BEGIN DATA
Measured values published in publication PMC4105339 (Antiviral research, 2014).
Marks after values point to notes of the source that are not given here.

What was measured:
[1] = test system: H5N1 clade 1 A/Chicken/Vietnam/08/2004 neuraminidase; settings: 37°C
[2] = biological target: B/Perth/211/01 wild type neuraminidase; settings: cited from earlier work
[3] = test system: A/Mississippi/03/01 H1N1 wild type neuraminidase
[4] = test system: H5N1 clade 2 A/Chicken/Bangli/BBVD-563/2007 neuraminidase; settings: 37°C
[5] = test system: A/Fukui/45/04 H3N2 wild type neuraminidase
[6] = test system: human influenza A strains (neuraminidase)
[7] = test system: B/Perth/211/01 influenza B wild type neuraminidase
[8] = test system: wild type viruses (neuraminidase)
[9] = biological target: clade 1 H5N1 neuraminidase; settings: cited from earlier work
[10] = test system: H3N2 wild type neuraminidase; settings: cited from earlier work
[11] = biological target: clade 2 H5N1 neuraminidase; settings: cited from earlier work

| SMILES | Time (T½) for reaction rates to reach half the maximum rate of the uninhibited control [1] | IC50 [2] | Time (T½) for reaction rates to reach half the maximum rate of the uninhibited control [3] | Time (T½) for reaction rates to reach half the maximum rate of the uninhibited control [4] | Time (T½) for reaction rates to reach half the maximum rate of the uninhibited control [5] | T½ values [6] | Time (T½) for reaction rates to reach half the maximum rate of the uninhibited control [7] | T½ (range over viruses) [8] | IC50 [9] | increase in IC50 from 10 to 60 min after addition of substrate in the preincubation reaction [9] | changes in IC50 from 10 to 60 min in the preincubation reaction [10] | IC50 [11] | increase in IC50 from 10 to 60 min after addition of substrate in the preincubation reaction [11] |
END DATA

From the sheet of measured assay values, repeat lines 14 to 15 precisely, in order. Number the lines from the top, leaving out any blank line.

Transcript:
[11] = biological target: clade 2 H5N1 neuraminidase; settings: cited from earlier work

| SMILES | Time (T½) for reaction rates to reach half the maximum rate of the uninhibited control [1] | IC50 [2] | Time (T½) for reaction rates to reach half the maximum rate of the uninhibited control [3] | Time (T½) for reaction rates to reach half the maximum rate of the uninhibited control [4] | Time (T½) for reaction rates to reach half the maximum rate of the uninhibited control [5] | T½ values [6] | Time (T½) for reaction rates to reach half the maximum rate of the uninhibited control [7] | T½ (range over viruses) [8] | IC50 [9] | increase in IC50 from 10 to 60 min after addition of substrate in the preincubation reaction [9] | changes in IC50 from 10 to 60 min in the preincubation reaction [10] | IC50 [11] | increase in IC50 from 10 to 60 min after addition of substrate in the preincubation reaction [11] |